You stroll towards the train station in Calella, sun glimmering on white facades, buy a ticket and embark on an adventurous pilgrimage. The train glides through the picturesque scenery, in one’s vision the canvas of rich golden sandy beaches and the crystal-clear blue sea, along with the shrubs and olive trees that lushly converge into a vast greenery. One of the most superb sights you will ever glance upon, in the distance not too far removed from befitting a mirage, you see Barcelona jutting out on the coastline.
The ancient Catalonian metropolis is simply stunning. You step off the train into the city filled with a vast array of glamorous shops and cafes. As you browse the stylish boutiques, the cool, conditioned air whispers welcome relief from the Catalan heat. The La Senyera flag of Catalonia is proudly unfurled from old Romanesque and Gothic buildings.
Homage to Catalonia
Plaça De George Orwell or George Orwell Square is at first glance seemingly average, interspersed with a few cafes and random shops, parked bicycles, mopeds and children playing under trees that offer respite from the sun. Then it hits you when you see it … Big Brother watching you! The sign that reads “zona vigilada”, which translates as, “guarded zone” with the symbol of a surveillance camera glaring cold and emotionless. Across to the other side of the plaça lined with amber-coloured buildings, you gaze across and see a wall plaque that reads:
Plaça De George Orwell (Eric Arthur Blair), Motihari, Bengala 1903 – Londres, 1950, Escriptor.
A surge of emotion streams. As a left-leaning youth, you hold the realisation of how much Orwell means to you. Sure, the writer had his many flaws and, like us all, was far from perfect, but in a multitude of ways his literature has shaped young people’s thoughts though the years, not only on authoritarianism, but also compassion and morality.
One stand-out quote from Orwell’s 1939 book Homage to Catalonia is “Ask a Spaniard for a cigarette and they will give you the whole pack”. This book is as important to the conversation around war as Leo Tolstoy’s War and Peace.
The Spanish Republicans fighting against General Francisco Franco’s Nationalist forces in the Spanish Civil War alongside Orwell, when learning of his upper-middle-class background may have assumed he was one of the bourgeoisie, but Homage to Catalonia shows truly how Orwell transcended the boundaries of class. It reveals, also, how much compassion and admiration he had for those fighting to uphold humanist values against the shadow of a repressive, regressive, and brutal ideology. Catalonia was the province most opposed to Franco’s fascist rule.
There are striking similarities between the war in Ukraine and the Spanish Civil War; both essentially proxy wars against a broader rise in fascist authoritarianism not just restricted to the actual theatre of conflict. Perhaps if Orwell were around today he would have volunteered to fight alongside Ukrainian resistance fighters against Vladimir Putin’s kleptocratic and fascistic regime. As is widely acknowledged, Orwell’s work is just as relevant in this fractured era, perhaps even more so.
The Road to Wigan Pier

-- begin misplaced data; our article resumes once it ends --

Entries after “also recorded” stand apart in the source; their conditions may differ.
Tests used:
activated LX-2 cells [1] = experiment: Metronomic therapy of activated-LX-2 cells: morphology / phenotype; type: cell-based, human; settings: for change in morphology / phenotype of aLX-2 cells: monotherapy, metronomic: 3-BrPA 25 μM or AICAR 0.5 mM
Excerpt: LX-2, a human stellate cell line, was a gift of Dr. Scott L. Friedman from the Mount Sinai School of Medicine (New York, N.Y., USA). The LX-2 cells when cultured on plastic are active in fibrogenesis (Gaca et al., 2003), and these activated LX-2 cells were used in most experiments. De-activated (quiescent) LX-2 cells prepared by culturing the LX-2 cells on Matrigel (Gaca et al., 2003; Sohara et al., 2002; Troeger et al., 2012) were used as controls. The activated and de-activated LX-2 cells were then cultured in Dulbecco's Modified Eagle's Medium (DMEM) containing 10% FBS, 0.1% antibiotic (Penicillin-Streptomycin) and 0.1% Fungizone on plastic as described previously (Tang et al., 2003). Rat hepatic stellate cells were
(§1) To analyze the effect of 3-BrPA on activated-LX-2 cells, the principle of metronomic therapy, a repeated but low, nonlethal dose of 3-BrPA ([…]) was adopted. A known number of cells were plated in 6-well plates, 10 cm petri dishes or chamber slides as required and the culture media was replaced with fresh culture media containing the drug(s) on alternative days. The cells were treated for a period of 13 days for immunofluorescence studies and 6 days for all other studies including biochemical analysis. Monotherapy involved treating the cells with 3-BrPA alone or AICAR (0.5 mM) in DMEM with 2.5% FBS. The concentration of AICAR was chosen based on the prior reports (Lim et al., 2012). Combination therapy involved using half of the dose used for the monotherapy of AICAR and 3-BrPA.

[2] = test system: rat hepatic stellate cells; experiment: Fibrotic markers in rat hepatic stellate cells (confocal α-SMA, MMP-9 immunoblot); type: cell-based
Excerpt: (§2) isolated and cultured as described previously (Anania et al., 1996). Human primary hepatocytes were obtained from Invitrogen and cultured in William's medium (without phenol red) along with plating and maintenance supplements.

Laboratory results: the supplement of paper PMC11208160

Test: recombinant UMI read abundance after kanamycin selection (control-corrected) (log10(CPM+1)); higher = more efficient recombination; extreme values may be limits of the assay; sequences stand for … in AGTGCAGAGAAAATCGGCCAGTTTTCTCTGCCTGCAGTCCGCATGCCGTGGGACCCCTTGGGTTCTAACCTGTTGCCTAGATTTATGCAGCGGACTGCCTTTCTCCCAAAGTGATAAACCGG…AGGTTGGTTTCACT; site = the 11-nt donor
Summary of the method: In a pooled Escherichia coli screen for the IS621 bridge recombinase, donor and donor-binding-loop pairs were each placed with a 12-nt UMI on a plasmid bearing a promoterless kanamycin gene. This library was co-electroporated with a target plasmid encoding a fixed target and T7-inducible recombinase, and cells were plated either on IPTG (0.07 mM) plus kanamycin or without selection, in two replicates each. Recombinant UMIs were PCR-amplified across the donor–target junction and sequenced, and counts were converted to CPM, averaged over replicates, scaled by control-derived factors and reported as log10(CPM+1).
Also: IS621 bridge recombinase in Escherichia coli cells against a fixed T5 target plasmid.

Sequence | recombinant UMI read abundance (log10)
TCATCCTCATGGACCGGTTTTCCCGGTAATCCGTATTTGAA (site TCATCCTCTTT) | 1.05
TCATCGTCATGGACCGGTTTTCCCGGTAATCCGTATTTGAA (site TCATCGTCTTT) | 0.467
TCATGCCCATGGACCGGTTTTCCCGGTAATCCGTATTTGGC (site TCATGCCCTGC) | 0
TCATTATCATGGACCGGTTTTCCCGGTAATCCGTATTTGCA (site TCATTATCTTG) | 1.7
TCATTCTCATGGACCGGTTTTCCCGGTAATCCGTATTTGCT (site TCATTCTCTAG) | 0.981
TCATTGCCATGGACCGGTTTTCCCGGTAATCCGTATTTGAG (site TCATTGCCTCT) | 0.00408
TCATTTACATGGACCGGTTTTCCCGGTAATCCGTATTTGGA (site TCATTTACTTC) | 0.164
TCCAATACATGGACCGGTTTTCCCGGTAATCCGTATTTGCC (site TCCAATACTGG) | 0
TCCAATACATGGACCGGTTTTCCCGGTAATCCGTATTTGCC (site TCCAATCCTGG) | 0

Growing up in Skipton whilst reading The Road to Wigan Pier you could imagine the cobbled streets and the terraced houses near Sackville Street and the strong sense of Northern community. Inequality was as bad then in the 1930s as it is now, with the North-South divide in England being comparable to East and West Germany. The quintessential journalist in the most literal sense of the term, Orwell posed as a homeless person to live through the lens of deprivation and poverty. The Road to Wigan Pier dives into the dire conditions of the North of England in the 1930s. The statement “… tinned food has killed more people than the machine gun”, works on multiple levels.
Many people wilfully misinterpret and misrepresent Orwell’s work and fail to understand his vision of democratic socialism by quoting from his futuristic dystopia 1984. Many people on the right conflate his concept of ‘Ingsoc’ with socialism and use it to talk down socialist and egalitarian thought. Such criticisms fundamentally misunderstand the rhetorical conceit employed by Orwell in criticising state propagandist discourse. Orwell understood very well the authoritarian traits of Stalinism on the left and Fascism on the right; drawing attention to their shared deployment of the same inhumane and oppressive devices.
In reality, Orwell’s aims were profoundly humanitarian and in the same democratic socialist tradition as Tony Benn. (Many conservatives you speak to even respect the fact that Tony Benn gave up his aristocratic title, being the first peer to do so) For a time, much of the world seemed to be headed in a progressive democratic socialist direction with FDR’s new deal in the USA and Clement Attlee’s Labour government establishing the NHS and providing social housing for millions. Presently, we have strayed far from the path of collectivism due to Margaret Thatcher’s and Ronald Reagan’s now deeply embedded neoliberal politics. We are left with an accelerated hyper-individualist, hyper-normalised capitalist world that, for many, is proving to be profoundly anomic.
Orwell gives a glimmer of hope for the future, a compassionate, far-sighted individual we should hold in high regard – truly an epoch-defining voice that should be listened to even more as we witness the sharp rise of nationalist authoritarianism at home and abroad. You might argue that Orwellian patriotism – a patriotism that vows and advocates to improve the material conditions of one’s own society is more powerful and enduring than the shallow, divisive, propagandist nationalism all too prevalent today.